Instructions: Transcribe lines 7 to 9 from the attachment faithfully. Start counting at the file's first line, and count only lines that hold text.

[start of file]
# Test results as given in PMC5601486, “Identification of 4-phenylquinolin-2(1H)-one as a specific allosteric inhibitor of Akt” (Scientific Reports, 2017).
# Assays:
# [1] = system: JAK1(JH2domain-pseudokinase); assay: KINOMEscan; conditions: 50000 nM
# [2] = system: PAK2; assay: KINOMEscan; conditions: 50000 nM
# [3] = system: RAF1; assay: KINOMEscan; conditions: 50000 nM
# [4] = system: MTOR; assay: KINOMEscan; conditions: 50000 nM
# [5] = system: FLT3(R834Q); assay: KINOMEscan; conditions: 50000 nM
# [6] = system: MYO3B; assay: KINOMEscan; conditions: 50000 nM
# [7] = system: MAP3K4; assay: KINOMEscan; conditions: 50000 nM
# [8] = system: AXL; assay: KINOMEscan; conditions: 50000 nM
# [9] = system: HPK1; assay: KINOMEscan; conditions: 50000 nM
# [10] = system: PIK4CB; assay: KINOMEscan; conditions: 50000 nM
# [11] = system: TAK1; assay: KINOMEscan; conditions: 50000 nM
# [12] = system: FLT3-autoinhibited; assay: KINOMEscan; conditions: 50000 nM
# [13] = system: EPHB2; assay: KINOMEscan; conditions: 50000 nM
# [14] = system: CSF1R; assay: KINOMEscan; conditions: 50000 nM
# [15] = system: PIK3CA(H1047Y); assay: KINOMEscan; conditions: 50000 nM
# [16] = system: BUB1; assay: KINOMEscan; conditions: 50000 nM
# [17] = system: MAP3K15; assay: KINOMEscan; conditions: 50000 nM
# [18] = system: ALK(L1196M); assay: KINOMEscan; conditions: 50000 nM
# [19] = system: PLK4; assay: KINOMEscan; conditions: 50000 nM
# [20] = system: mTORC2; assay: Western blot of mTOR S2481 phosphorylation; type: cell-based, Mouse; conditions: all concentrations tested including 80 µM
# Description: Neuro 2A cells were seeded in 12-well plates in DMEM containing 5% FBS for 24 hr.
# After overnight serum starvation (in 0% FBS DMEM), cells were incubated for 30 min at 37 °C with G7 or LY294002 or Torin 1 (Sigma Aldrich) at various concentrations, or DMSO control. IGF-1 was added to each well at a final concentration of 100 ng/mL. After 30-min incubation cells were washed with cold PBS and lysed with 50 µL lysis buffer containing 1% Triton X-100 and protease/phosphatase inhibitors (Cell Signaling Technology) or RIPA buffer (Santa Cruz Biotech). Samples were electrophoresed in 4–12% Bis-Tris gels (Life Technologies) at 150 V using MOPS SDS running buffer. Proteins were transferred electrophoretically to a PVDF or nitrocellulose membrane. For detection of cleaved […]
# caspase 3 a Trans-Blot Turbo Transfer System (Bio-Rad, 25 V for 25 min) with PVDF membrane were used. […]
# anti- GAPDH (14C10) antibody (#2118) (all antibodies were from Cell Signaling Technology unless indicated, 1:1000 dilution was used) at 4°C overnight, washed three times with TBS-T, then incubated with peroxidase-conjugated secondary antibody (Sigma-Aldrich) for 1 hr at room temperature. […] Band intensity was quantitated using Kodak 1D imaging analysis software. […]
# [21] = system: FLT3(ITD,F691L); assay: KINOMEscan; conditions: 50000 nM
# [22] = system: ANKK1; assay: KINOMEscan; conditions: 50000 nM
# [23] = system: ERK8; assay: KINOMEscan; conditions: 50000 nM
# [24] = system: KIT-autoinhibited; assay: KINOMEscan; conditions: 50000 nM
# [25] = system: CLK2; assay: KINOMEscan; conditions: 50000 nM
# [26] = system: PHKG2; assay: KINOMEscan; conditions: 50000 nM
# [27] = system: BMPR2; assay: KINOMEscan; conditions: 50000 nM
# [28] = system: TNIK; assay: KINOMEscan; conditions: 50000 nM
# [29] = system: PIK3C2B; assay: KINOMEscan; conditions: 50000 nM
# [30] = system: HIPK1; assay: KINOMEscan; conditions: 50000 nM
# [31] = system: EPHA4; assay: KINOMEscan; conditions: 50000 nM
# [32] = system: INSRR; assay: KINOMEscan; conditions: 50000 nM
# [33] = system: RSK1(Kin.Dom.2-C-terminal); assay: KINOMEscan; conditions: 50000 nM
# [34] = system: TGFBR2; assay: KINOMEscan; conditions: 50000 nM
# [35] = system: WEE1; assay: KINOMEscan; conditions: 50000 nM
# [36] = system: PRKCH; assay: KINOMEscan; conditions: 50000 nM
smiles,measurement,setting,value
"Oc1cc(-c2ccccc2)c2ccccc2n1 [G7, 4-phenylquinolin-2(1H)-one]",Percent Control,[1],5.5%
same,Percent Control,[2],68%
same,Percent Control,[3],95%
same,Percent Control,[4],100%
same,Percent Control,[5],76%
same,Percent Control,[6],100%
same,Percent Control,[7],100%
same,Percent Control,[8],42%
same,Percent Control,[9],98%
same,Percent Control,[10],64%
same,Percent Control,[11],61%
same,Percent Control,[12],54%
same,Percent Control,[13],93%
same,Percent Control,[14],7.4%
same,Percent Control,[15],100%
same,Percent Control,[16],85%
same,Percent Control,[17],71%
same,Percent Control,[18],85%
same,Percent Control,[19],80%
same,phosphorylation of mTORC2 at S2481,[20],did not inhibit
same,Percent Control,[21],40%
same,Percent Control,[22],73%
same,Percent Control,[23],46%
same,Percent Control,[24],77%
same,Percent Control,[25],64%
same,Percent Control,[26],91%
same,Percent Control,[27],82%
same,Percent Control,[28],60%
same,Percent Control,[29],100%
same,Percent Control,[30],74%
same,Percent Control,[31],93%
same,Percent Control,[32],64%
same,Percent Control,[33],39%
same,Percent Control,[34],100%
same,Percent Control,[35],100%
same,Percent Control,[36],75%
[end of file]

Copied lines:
# [5] = system: FLT3(R834Q); assay: KINOMEscan; conditions: 50000 nM
# [6] = system: MYO3B; assay: KINOMEscan; conditions: 50000 nM
# [7] = system: MAP3K4; assay: KINOMEscan; conditions: 50000 nM